So let me ask you. Yeah, I got help from other dietitians. So. Because like, again, when I was in this clinical role, 26 dietitians, somebody had left before me and started a private practice. Well, then she got so full. She was like, Christie, you should do this. Let me help you set up a private practice and then I'll get my overflow people to you.
No competition whatsoever. So then that's kind of how it started. And so that is what has led me through all of this journey. It was like I've had so many dietitians that have helped me. Yeah. I wanted to give back and help other people. And you don't want to do this by yourself. You don't know how to, you're not going to know how to be the HR, the marketing, the insurance.
Sure. Clinical you. You know, person and the counselor, you're not gonna be able to do it all. Yeah. I'm going to list the help of others, then that's exactly what you want to do. So I, yes. And in business, when you become your own boss there are so many things. And in addition to having basic financial skills that we're just not taught in [00:13:00] school and it can feel overwhelming not to mention that we have personal things.
We might be getting married or delivering a baby. And so there's just a lot going on for a dietitian to be able to grasp the reality of the skillsets we need to adopt. If we want to become a business owner in tandem with our own personal lives. But what I love is that you're sharing it. You didn't do it alone and you had a lot of support. And I think that sends a really good message. I want to give you credit though, because I am thinking that all the, you said 26 other dietitians, 24, is that what you said?
26. Yeah. So 26 other dietitians, I'm sure that did they all have the same help from everybody else, but I'm sure they didn't, you know, build things to the magnitude that you have. So there's obviously something special about, you know, you're not getting, I want to make sure we're giving you credit. Yes, you had help, but.
I want to get underneath. What made you grow to this extent that you have with being the owner of a group practice, giving back to dietitians? What do you think? Was it, was it something, some drive inside of you? What do you think motivated you to take it to where you have today? [00:14:00] Given this very empowering about being able to offer.
Other people, a job opportunity that has wonderful benefits, right? I say this too. I had an amazing boss for 12 years. I mean, I had an amazing boss that model the behavior and like addicts. Positivity that I wanted to create. And so when I'm able to have that as a model and then say, that's what I want to do.
For somebody else, this positive work experience. And for moms that they could. The able to take their kids to school and pick them up. That's what I want. Sure. That's what has pushed me to keep growing is to be like, oh, here's another person that has crossed my path that needs a job opportunity. And I can offer that.
So I'm going to play devil's advocate here, if you're that comfortable. And you like your boss that much, you still had to have some motivation for you to take your business where it is now, because it's no easy task. To have multiple dietitians working in your practice. It's not just a walk in, that's not some freelance on the side that takes [00:15:00] extreme diligence and a lot of skill building for you to be able to be in that role. So is there anything, I mean, I love that. You're saying that I'm just, there must be some something in you.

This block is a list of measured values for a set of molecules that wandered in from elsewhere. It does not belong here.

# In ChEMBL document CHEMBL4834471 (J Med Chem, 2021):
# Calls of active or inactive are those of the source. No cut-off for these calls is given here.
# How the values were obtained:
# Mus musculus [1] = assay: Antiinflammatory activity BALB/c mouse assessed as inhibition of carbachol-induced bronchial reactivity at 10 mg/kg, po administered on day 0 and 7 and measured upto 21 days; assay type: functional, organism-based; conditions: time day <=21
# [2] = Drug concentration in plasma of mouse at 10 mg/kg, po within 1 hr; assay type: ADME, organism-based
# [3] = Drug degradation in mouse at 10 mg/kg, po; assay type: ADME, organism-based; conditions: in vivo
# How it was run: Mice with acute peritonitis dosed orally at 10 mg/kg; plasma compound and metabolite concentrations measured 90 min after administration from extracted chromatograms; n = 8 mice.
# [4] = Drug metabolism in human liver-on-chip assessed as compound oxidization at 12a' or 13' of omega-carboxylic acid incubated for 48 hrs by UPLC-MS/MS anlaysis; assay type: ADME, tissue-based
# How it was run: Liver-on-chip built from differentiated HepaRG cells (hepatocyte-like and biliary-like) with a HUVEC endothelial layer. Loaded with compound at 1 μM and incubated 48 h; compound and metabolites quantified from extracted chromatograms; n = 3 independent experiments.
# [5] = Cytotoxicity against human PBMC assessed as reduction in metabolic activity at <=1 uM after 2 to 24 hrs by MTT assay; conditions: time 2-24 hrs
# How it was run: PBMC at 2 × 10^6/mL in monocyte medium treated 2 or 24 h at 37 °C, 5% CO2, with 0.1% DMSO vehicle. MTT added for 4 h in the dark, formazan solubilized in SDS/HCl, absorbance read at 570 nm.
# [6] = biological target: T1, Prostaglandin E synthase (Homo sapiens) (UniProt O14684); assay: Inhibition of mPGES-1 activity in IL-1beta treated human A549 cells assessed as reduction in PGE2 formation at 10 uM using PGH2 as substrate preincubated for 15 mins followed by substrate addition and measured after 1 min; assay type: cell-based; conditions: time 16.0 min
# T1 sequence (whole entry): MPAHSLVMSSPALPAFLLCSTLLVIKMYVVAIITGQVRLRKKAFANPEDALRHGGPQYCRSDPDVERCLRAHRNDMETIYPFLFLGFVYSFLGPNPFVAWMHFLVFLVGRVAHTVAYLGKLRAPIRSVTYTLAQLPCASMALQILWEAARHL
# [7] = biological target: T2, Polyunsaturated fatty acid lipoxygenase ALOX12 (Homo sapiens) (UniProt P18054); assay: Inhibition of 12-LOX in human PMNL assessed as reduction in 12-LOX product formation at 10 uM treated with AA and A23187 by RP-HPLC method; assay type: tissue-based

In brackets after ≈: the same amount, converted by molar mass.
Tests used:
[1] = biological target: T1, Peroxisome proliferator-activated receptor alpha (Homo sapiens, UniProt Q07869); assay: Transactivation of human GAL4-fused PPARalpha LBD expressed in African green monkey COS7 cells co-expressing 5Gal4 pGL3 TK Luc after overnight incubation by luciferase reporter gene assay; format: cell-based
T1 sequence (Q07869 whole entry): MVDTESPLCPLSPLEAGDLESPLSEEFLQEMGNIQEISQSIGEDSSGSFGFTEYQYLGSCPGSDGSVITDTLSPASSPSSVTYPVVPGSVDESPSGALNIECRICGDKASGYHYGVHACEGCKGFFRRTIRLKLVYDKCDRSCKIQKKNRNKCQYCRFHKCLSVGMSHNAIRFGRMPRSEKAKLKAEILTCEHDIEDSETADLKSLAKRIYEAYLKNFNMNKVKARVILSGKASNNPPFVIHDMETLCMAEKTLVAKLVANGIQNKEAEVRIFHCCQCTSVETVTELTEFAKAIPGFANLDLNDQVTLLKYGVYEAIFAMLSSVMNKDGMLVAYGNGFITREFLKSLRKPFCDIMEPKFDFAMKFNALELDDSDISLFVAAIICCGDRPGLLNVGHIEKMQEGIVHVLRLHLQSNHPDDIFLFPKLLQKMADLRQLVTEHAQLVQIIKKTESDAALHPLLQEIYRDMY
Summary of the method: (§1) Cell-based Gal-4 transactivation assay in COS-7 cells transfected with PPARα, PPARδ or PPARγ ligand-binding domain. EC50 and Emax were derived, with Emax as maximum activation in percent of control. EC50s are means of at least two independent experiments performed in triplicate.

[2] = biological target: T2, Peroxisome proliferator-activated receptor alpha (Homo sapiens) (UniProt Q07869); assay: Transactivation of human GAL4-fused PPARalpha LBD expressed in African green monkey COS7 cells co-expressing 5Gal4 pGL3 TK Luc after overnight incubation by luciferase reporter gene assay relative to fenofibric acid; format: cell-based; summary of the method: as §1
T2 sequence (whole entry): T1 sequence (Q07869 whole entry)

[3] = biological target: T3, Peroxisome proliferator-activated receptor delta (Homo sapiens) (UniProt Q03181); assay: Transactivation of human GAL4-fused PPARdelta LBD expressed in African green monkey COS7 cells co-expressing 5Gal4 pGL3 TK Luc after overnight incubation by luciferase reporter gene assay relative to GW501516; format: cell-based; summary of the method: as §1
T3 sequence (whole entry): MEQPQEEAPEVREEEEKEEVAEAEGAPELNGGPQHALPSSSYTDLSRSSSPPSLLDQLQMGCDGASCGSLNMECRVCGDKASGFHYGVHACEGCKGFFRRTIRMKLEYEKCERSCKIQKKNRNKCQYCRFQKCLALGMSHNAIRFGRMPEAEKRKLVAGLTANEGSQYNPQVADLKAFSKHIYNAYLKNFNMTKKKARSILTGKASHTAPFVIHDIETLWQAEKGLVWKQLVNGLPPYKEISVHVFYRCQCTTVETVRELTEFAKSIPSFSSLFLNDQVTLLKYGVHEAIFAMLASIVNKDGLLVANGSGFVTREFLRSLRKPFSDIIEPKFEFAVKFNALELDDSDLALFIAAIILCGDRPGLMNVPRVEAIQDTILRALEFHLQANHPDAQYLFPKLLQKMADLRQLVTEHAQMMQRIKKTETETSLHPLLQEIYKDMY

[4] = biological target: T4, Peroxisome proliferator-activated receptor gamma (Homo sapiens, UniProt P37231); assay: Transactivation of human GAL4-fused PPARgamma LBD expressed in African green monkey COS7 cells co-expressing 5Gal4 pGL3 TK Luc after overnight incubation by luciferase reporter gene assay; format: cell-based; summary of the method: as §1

I don't know if you had. Parents that were entrepreneurs. If it's the, the motivation for the money, if you just love the challenge or really it is just that you love giving drop opportunities. Cause I find that people that are that comfortable and they have that much, that many role models in their career, they're not motivated enough to become their own boss.
Cause they're too comfortable. It's funny. So my parents did, were not entrepreneurs. They do not have an entrepreneurial spirit. So when I said I wanted to do this, they were like, I don't know about this. Darcy, this sounds crazy. Sure. I am a very driven person and I always have been. And so it doesn't surprise anybody that I am where I am. And what's interesting is that.
My husband is also an entrepreneur. As well, and our children. Look at it and they say, we don't want to add a business. There you don't complain too much about taxes and employee situations and life. And. I mean, you're right. [00:16:00] It's not easy. It's not a walk in the park every day. And some days I joke and I have a backup plan, my backup plan.
Is that if it just gets really bad, I'm just, can't do it anymore. I'm going to close up. I don't want to go and work at the bakery at the local grocery store. And I'm just throwing decorate cakes. Hey. It sounds nice. I don't need these dramatic cakes that need to look like volcanoes or anything like that. But if you just want some roses and a happy birthday, Libby, I can, I can do that. That's.
That's my thing. Well, my birthday is in December, so I'm going to want a cake anyway. You decide to become a baker or not. That sounds lovely. I like your B plan and that's very entrepreneur like to have those a plan B plan. So I appreciate you sharing that. I don't know any. You entrepreneur. And that I know in dietetics that doesn't have a contingency plan for, for business and, and the way things, especially in a post pandemic world, right. Needing to be agile with how you run things. And yeah, it's not for everybody. And again, the thing I think about business that I'd like to.
Represent is that it doesn't always have to look the same. There's a lot of smaller businesses, [00:17:00] solo practices that have maybe, probably they do have higher gross profit margins than a larger practice. And there their responsibilities look different. They might not have employees. And so there's when you do have employees and contractors, there are different skillsets that you will master versus if you don't. So there's just, you know, different levels of, of stress and gratitude when it comes to business.